Do I Deserve What I Have? Part I


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How am I lucky to have the career I have and the economic security I have? Let me list the ways.

I was born of two parents who loved me but who did not spoil me and who gave me an above average set of inherited skills. They created a love of reading in me as well as some measure of kindness and honesty. I did not choose my parents. I am so lucky.

My wife has been a constant source of support and inspiration to me, the reader over my shoulder. A number of times we have made leaps together where she supported the choices I made in my career. It could easily have been otherwise. We easily could not have met or she could have been hostile to the choices that allowed me to flourish. I am not sure where I would be today without her. I am so lucky.

I was born in the United States at a time when antisemitism was minimal — there were no restrictions on my ability to go to college or graduate school based on my religion. Over my lifetime, the opportunity to use my skills in creative ways has increased dramatically. For all my complaints about restrictions on capitalism here in the United States, there is still an immense amount of opportunity. But in my case, much of that is timing. Had I been born two decades earlier, I would not have been able to have a podcast or create the Keynes-Hayek rap videos or It’s a Wonderful Loaf. I might be a professor somewhere with a decent but unspectacular resume, the fate I could easily have had if things had turned out differently or the timing had been different. I am so lucky.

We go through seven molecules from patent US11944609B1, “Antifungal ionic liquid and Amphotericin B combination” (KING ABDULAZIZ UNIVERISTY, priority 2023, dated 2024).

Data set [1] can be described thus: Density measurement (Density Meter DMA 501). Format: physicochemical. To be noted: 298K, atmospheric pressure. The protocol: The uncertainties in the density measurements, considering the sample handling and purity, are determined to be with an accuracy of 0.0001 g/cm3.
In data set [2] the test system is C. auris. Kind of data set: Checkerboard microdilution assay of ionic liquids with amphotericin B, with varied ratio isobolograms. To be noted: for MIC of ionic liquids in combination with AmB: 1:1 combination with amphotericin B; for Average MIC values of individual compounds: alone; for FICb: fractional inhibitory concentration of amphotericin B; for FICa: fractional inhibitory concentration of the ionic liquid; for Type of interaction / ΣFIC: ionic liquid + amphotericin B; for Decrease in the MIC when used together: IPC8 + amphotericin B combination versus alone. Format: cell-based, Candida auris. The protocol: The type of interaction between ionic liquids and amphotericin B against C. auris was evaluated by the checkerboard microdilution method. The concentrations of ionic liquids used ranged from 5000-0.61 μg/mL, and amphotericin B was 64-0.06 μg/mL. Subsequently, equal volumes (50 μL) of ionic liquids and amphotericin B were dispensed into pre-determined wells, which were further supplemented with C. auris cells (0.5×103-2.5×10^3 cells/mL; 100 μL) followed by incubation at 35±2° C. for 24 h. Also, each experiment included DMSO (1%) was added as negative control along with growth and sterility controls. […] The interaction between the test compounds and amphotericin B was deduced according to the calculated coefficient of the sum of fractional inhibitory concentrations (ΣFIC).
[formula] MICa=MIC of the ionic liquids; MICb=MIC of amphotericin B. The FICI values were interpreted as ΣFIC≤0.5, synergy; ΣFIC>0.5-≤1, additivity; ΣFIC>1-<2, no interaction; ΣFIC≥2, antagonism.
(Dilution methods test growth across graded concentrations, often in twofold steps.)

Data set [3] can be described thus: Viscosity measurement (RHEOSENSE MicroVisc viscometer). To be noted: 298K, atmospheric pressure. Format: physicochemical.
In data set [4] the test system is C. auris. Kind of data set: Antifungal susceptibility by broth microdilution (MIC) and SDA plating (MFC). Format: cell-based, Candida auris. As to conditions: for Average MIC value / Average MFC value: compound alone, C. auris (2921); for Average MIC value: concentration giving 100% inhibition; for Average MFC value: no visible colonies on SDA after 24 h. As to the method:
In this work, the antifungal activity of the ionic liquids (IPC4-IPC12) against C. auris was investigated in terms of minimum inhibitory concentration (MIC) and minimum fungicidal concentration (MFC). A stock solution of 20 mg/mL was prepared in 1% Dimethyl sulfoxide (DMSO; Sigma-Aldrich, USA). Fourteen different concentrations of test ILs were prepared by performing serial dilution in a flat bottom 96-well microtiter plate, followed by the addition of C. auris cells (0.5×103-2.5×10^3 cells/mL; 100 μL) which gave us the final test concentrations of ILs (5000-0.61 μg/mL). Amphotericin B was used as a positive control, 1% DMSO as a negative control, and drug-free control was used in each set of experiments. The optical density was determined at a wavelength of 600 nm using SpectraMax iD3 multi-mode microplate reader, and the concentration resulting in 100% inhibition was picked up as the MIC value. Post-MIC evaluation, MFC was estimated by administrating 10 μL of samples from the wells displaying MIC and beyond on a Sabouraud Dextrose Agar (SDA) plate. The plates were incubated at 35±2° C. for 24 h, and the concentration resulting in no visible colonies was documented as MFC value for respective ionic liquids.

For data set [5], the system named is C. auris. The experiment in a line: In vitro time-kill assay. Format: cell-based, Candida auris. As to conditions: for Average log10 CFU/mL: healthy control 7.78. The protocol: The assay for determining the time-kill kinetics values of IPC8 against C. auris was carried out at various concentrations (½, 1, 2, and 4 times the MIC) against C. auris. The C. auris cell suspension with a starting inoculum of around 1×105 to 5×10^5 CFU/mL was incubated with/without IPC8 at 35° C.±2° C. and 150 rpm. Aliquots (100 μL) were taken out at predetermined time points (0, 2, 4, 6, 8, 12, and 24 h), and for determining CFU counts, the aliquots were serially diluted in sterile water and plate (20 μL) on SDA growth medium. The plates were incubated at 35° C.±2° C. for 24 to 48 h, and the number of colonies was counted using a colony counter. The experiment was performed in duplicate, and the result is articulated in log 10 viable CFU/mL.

During my first few years of college, I studied very little. I spent most of my spare time reading novels. I unexpectedly ended up writing three novels that try to teach the reader economics. Having read so many novels when I was younger helped me write my novels and that was crazy lucky. Similarly, I read a lot of poetry and wrote a lot of bad songs. That helped me write It’s a Wonderful Loaf and the Keynes-Hayek rap videos with John Papola. Crazy lucky, once again.

In seventh grade, I was cast as Pyramus/Bottom in our class production of A Midsummer Night’s Dream. In eighth grade I played Henry Higgins in our class production of My Fair Lady. I loved being on stage. That helped me become a decent public speaker, something neither of my parents are comfortable doing. I doubt I was the obvious choice to be Henry Higgins but that probably helped me in ways I can’t detail. But I was lucky. Lucky to be decent at being on stage, lucky to be able to carry a tune.